A boiling pot of walnut husks. The aroma is a not unpleasant earthly scent. I'm sure my house will smell of hot walnut husks for days to come.The task of boiling the walnut husks and pouring the resultant 'soup' into my jars wasn't nearly as messy as I had feared. I did have a small boil over so I cut the heat back and let the husks simmer for 30 minutes..an extra 10 mins. for good measure. I sacrificed an old teflon pot for the cause, also a wooden spoon which came in handy to prevent another boil over. I then used a small coffee cup as a ladle to get my soup from pot to jar. Paper towels are another thing I'd recommend having handy for splashes and spills.
I wanted to understand the part rust plays in the ink making process so I began another online search. Rusted iron combines with the tannins in the husks to produce iron tannate which is black. As walnut ink is a sepia color I understood this to mean it will create more depth of color. I also found more recipes for walnut ink, some producing faster results than the instructions I've posted but requiring more cook time. Some recipes called for an all day(or longer) boil. Some called for skipping the shelling process and boiling the whole nut, husk and all. I'll post links to a few walnut ink making instructions I found interesting:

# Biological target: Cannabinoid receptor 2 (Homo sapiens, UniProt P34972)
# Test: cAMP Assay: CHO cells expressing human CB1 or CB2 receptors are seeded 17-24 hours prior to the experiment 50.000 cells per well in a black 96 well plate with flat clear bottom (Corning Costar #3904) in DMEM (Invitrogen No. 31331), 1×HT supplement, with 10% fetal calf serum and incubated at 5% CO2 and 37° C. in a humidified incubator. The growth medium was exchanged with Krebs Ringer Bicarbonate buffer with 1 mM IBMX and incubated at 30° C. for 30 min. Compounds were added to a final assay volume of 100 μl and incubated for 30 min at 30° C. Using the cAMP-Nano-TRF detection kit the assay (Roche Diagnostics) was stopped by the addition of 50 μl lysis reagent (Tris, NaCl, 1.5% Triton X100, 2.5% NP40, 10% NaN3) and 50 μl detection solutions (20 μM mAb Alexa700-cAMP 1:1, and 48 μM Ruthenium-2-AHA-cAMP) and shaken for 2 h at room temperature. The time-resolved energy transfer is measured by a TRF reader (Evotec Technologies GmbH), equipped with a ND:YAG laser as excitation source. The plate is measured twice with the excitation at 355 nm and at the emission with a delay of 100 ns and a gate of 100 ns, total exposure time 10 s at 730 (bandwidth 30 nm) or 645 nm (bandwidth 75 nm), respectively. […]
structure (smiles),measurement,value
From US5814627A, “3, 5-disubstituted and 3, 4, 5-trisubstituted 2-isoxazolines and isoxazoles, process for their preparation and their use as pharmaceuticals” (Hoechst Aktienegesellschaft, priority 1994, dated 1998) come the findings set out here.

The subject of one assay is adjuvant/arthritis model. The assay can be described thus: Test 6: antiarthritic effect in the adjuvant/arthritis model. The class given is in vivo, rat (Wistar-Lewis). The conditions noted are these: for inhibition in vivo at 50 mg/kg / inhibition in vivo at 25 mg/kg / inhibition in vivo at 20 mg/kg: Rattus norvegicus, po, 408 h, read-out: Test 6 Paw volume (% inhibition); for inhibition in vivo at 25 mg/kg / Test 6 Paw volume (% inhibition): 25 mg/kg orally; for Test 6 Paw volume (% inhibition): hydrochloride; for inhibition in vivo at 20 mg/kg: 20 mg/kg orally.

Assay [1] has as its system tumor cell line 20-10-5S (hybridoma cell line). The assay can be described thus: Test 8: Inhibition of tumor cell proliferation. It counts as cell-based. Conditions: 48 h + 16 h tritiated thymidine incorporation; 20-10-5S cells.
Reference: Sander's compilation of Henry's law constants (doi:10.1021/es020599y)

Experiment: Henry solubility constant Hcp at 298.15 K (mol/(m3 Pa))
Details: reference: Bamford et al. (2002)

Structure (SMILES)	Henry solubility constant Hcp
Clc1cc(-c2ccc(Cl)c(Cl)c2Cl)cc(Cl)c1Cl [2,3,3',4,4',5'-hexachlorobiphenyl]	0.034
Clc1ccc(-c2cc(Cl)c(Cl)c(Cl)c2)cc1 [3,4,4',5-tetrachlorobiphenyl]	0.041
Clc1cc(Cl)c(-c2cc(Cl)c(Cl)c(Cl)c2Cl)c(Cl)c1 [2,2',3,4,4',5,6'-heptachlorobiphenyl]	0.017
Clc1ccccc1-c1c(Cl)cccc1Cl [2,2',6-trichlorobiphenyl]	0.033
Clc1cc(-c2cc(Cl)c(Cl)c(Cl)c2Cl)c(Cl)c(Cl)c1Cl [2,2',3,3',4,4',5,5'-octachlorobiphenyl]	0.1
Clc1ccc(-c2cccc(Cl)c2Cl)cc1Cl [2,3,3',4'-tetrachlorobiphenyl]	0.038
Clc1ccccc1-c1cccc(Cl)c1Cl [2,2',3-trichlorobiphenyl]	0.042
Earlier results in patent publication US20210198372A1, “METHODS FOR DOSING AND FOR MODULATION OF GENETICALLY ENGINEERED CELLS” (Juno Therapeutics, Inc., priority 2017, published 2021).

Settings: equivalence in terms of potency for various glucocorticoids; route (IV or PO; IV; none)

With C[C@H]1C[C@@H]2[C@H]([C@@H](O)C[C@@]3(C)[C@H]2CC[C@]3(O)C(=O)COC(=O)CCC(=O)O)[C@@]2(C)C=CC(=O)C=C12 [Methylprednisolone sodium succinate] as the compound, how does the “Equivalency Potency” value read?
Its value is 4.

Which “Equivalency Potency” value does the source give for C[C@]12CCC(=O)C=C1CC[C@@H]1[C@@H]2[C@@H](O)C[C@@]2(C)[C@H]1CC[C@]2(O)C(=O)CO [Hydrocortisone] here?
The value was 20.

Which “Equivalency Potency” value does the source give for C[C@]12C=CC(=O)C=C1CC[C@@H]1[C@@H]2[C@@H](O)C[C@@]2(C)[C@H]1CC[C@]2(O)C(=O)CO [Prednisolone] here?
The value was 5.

Walnut Ink Instructions 2
Walnut Ink Instructions 3